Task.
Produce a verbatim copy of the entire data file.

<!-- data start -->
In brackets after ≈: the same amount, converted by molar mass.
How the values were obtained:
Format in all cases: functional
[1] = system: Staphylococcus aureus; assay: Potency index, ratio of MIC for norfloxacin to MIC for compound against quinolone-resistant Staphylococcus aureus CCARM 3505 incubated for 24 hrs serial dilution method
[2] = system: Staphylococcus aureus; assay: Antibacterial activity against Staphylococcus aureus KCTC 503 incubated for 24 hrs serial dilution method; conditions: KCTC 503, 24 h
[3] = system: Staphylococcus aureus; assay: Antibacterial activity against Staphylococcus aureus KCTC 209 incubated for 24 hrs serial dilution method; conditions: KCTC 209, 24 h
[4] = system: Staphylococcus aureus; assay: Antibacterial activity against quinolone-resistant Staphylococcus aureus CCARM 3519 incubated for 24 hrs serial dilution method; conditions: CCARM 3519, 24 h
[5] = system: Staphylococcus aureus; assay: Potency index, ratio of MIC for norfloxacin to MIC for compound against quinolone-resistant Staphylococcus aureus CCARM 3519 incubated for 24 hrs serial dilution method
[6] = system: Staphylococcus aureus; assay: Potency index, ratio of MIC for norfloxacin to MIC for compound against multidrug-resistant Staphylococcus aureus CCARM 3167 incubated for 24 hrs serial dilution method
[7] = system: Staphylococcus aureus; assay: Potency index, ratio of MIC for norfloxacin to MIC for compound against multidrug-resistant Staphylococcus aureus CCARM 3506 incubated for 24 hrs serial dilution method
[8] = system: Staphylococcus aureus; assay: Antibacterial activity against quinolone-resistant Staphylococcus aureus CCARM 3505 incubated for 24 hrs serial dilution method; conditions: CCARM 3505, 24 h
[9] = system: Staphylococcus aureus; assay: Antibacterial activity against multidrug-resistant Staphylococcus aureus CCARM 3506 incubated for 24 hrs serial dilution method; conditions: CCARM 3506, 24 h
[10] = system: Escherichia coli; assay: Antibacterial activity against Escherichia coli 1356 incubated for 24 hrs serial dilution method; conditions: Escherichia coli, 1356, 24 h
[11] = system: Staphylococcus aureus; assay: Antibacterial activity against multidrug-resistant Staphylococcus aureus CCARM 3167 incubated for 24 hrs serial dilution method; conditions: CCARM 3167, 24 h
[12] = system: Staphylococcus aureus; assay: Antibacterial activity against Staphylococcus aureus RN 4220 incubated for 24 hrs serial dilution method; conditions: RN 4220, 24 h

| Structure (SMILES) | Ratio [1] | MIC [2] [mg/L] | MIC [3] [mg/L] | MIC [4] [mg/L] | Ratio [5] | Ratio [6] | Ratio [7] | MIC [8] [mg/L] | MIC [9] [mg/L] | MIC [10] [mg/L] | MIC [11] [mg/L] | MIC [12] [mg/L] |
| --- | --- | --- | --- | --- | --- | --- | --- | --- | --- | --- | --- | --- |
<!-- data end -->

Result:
In brackets after ≈: the same amount, converted by molar mass.
How the values were obtained:
Format in all cases: functional
[1] = system: Staphylococcus aureus; assay: Potency index, ratio of MIC for norfloxacin to MIC for compound against quinolone-resistant Staphylococcus aureus CCARM 3505 incubated for 24 hrs serial dilution method
[2] = system: Staphylococcus aureus; assay: Antibacterial activity against Staphylococcus aureus KCTC 503 incubated for 24 hrs serial dilution method; conditions: KCTC 503, 24 h
[3] = system: Staphylococcus aureus; assay: Antibacterial activity against Staphylococcus aureus KCTC 209 incubated for 24 hrs serial dilution method; conditions: KCTC 209, 24 h
[4] = system: Staphylococcus aureus; assay: Antibacterial activity against quinolone-resistant Staphylococcus aureus CCARM 3519 incubated for 24 hrs serial dilution method; conditions: CCARM 3519, 24 h
[5] = system: Staphylococcus aureus; assay: Potency index, ratio of MIC for norfloxacin to MIC for compound against quinolone-resistant Staphylococcus aureus CCARM 3519 incubated for 24 hrs serial dilution method
[6] = system: Staphylococcus aureus; assay: Potency index, ratio of MIC for norfloxacin to MIC for compound against multidrug-resistant Staphylococcus aureus CCARM 3167 incubated for 24 hrs serial dilution method
[7] = system: Staphylococcus aureus; assay: Potency index, ratio of MIC for norfloxacin to MIC for compound against multidrug-resistant Staphylococcus aureus CCARM 3506 incubated for 24 hrs serial dilution method
[8] = system: Staphylococcus aureus; assay: Antibacterial activity against quinolone-resistant Staphylococcus aureus CCARM 3505 incubated for 24 hrs serial dilution method; conditions: CCARM 3505, 24 h
[9] = system: Staphylococcus aureus; assay: Antibacterial activity against multidrug-resistant Staphylococcus aureus CCARM 3506 incubated for 24 hrs serial dilution method; conditions: CCARM 3506, 24 h
[10] = system: Escherichia coli; assay: Antibacterial activity against Escherichia coli 1356 incubated for 24 hrs serial dilution method; conditions: Escherichia coli, 1356, 24 h
[11] = system: Staphylococcus aureus; assay: Antibacterial activity against multidrug-resistant Staphylococcus aureus CCARM 3167 incubated for 24 hrs serial dilution method; conditions: CCARM 3167, 24 h
[12] = system: Staphylococcus aureus; assay: Antibacterial activity against Staphylococcus aureus RN 4220 incubated for 24 hrs serial dilution method; conditions: RN 4220, 24 h

| Structure (SMILES) | Ratio [1] | MIC [2] [mg/L] | MIC [3] [mg/L] | MIC [4] [mg/L] | Ratio [5] | Ratio [6] | Ratio [7] | MIC [8] [mg/L] | MIC [9] [mg/L] | MIC [10] [mg/L] | MIC [11] [mg/L] | MIC [12] [mg/L] |
| --- | --- | --- | --- | --- | --- | --- | --- | --- | --- | --- | --- | --- |